An artist that has never shied away from controversy, to the point where he’s even been arrested and imprisoned for his art, Joseph Hadrin’s work covers a wide range of mediums that include performance art, painting, and sculpture. His sexually diverse pieces are a commentary on the rights of women around the globe, especially in his native country of India.
Joseph Hadrin was born in the remote snow covered mountains of Ladakh, India to an Indian mother and British missionary father in 1969 before the family relocated to Bristol, UK in 1971. And while Hadrin has grown up with what he considers a primarily British upbringing he spent much of his life visiting areas of India and becoming familiar with the land and culture of his birth. He is the only boy in a large family that includes 11 sisters, granting him a unique perspective and sensitivity to women’s issues and sexuality.
Hadrin’s work is a social commentary on women’s rights around the globe, inspired by his mother and sisters and what they gained in social and sexual freedom by moving from a remote area of India to the UK. Combining several mediums such as sculpture, painting, and performance art, Hadrin’s installations are atypical of work inspired by India. Exploring the laws regarding sex toys and sexual freedoms in India and other countries around the globe Hadrin touches on many complex issues with a deeper understanding than would normally be attributed to someone brandishing a dildo painted with the face of the Mona Lisa.
Education, Shows, and Awards
Hadrin completed an MFA with distinction at the Slade School of Fine Art in 1995. Since that time he has been working steadily and completed an extensive portfolio. His most recent solo shows were in London at the Crypt Gallery in 2012 and in Amsterdam at the Kulter in 2014. He credits past performance artists Carolee Shneeman and Vito Acconci with influencing his current work; their sexually diverse performances included Shneeman bringing forth a scroll from her vagina to read to a live audience and an unseen but clearly heard Acconci masturbating under a ramp while visitors to the gallery walked over top. Hadrin’s work isn’t so sexually explicit; he won’t be found nude in the gallery but he credits Shneeman and Acconci with opening the way for his work to be expressed and accepted.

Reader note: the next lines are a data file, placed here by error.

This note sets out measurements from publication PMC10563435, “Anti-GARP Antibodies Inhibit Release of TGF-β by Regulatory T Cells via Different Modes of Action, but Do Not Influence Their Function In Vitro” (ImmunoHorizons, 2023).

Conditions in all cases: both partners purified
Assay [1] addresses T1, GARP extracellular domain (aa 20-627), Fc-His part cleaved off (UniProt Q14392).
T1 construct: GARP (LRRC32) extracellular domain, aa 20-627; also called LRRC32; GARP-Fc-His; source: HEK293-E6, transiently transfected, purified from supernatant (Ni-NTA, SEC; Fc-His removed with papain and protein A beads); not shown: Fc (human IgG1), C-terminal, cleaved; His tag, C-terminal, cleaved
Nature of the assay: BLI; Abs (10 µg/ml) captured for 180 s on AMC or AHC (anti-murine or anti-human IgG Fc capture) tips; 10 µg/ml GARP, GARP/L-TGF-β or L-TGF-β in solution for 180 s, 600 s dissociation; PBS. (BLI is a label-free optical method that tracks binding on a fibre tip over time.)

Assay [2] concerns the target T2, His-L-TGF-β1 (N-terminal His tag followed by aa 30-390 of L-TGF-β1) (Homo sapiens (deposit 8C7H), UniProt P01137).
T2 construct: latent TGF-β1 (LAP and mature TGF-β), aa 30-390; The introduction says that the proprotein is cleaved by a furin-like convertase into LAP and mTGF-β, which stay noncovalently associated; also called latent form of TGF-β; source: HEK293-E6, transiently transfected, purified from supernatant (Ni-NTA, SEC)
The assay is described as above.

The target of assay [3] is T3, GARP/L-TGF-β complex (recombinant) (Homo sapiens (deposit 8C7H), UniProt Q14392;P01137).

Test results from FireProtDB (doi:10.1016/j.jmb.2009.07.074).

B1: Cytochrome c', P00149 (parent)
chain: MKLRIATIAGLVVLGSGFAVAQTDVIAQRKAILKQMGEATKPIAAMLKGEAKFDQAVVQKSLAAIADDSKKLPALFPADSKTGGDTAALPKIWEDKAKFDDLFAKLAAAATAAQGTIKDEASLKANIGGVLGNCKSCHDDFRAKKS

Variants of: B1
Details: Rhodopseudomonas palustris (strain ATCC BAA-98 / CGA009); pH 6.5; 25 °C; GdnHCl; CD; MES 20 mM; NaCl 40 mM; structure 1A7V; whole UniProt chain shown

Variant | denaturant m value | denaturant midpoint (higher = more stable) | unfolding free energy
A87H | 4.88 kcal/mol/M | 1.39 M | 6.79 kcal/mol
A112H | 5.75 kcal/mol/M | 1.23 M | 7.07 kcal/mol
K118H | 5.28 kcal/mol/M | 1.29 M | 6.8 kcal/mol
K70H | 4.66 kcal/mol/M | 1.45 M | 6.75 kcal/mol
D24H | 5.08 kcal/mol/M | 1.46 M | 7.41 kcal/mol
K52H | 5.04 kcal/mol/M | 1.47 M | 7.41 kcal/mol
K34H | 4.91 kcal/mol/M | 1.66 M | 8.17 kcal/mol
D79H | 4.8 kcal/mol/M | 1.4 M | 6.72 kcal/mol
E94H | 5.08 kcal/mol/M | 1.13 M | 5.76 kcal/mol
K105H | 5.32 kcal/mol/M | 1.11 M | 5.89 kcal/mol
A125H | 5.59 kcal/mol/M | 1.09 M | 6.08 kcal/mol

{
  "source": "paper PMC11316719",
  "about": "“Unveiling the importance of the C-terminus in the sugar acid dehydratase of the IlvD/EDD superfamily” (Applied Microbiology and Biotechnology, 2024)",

In 2009 Hadrin was awarded the Anapo Art Award, a prestigious award for Indian artists in the UK, only weeks before he was arrested in New Delhi and charged with an indecent act. He had been using a hand held, non-phallic Bodywand Massager while reading from Indian laws regarding the sex toys. Three months of hard labour and his passion for his medium and his message only grew stronger, inspiring his latest collection that’s been over five years in the making.
He is extremely proud to be recently represented in the collection in the National Gallery of Modern Art in India where a video of a performance piece from 2013 plays on a loop and is the newly appointed judge of the The Leonore Annenberg Prize for Art and Social Change. He spends his time between his childhood home in Bristol, UK and his beachside studio in Melbourne, Australia.